The World Economic Forum is today concluding its weeklong annual meeting in Davos, Switzerland. This year, WEF has been celebrating its 50th anniversary. Professor Klaus Schwab, was only thirty three when he took the bold initiative of founding WEF, after he had authored his book about stakeholder responsibility, disagreeing with Milton Friedman that “the business of business is business”. All are responsible together has since been the cornerstone of WEF. The first and only employee in 1971 was Hilde, who had just become his wife and ‘partner in crime’. She was on his side at the first WEF meeting this year as every year. She has been in charge of much, including being co-founder and chair of the Schwab Foundation for Social Entrepreneurship, and she handles the cultural window of WEF Crystal Awards.

At the opening of this year’s event with about 3,000 participants, Klaus Schwab drew attention to the book from that time, and also his wife’s important work, at least indirectly. He said that he thought it was meaningless to make a difference between the social and economic spheres. They belong together, and today, we also acknowledge that environmental issues are also essential, he said. But this is today; I am sure that Hilde Schwab’s focus on social issues, made her husband realize that those issues are important. After all, he is an engineer and economist by training, so it isn’t taken for granted that he would have emphasized the social issues unless somebody had helped him see their importance.

I don’t know much more about the great personalities than what I see on TV, but I have immense respect for them, their style as seen on TV and, and obviously their work contributing to making a fairer world. Well, if that really is what they have being doing. I think it is, but Klaus Schwab, the WEF Executive chairman, stressed that he wasn’t into taking about legacy and showing off their work now when they celebrate the 50th anniversary. Yet, he said that he thought it was important to have brought people together, as WEF has been doing, especially a diverse group of people at the top, to discuss how to work better together, making the world fairer and better. He said that if there in future would be better cooperation between different stakeholders, then WEF’s efforts would indeed have been worthwhile. Yet, there is more work to do, he said, underlining that he was seeing progress, and that if we are not optimistic, we will not be able to solve the problems and challenges of the future. Several times, in his speeches, Klaus Schwab mentioned the importance of listening to the youth, who are well represented in Davos. Greta Thunberg’s role is indeed important, but there are many other youth with her, he said, telling us what to consider and what actions to take.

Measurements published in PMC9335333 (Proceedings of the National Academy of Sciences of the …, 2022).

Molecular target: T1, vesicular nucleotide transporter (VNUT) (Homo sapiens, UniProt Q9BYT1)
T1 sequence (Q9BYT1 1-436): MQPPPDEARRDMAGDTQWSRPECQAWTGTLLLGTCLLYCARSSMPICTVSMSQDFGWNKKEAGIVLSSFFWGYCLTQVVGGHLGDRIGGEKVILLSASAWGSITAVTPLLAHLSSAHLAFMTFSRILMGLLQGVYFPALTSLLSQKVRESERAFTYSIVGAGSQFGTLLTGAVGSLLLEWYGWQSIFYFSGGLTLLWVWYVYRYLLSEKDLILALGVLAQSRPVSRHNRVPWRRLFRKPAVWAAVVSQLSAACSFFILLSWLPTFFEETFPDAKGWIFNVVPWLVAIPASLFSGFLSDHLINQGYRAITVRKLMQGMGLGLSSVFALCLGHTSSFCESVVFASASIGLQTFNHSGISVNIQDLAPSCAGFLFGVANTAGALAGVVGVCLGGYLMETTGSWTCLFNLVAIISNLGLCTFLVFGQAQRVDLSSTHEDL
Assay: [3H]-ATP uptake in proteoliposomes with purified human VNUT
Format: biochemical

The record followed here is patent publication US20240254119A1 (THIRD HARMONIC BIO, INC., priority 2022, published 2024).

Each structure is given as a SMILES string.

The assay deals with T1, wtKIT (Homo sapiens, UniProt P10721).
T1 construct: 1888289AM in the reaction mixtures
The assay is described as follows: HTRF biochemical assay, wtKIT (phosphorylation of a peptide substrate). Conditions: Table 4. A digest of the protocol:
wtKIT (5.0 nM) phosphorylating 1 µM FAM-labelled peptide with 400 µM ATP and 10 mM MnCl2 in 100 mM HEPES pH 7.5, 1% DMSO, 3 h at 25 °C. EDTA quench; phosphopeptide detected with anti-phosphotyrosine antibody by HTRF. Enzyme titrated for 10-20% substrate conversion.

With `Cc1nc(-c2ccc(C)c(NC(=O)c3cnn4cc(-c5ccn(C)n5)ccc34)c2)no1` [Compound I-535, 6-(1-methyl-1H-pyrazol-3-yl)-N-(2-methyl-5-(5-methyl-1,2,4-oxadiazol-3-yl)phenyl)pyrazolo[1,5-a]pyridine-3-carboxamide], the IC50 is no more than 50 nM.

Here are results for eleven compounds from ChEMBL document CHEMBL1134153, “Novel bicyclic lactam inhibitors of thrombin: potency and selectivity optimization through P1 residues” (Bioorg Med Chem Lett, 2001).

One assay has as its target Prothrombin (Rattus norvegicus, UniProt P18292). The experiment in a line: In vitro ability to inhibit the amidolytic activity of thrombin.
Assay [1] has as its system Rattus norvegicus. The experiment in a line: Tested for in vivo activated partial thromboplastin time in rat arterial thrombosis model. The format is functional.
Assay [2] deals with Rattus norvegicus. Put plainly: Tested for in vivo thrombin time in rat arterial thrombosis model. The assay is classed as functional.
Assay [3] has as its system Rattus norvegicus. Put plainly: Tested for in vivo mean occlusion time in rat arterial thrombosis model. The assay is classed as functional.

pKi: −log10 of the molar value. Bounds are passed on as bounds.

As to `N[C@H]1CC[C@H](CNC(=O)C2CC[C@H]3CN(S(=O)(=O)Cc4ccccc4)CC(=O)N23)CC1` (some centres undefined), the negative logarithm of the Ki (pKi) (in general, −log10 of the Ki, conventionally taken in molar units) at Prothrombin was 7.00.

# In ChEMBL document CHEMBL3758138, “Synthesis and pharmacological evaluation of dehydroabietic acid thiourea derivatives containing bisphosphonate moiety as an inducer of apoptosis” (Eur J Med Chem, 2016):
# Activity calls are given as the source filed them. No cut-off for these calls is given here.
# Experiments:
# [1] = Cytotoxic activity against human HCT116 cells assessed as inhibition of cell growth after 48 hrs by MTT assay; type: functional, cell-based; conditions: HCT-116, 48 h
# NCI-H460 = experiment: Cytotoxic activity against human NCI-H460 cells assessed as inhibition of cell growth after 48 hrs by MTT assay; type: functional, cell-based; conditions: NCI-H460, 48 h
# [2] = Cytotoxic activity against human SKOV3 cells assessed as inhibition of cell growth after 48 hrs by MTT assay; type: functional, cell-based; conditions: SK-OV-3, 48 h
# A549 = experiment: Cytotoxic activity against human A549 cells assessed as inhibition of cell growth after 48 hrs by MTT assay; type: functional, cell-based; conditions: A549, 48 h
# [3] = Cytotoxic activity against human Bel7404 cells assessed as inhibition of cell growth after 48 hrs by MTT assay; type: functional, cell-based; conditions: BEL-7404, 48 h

A trademark of the WEF annual meeting is its diverse inclusiveness, it has members from government, civil service, multilateral organizations, NGOs, cultural organizations, even religious organizations, and last but not least, the private sector, both multinationals, large companies and a few smaller companies, too. There were many heads of state and government, royalty, heads of NATO, EU and the UN, including Secretary General Antonio Guterres and High Commissioner for Refugees Filippo Grandi, among others, and certainly, leaders from IMF, the World Bank, and other money men and women setting the rules for the world finances in our unequal world, which more than ever lacks necessary regulations. It is a scar on our leaders and organizations, and a worry to WEF, that we are not making much progress in these fields. In its report, Oxfam drew attention to the sad inequality figures – in a world which has the resources to do so much better in building a fairer world for all.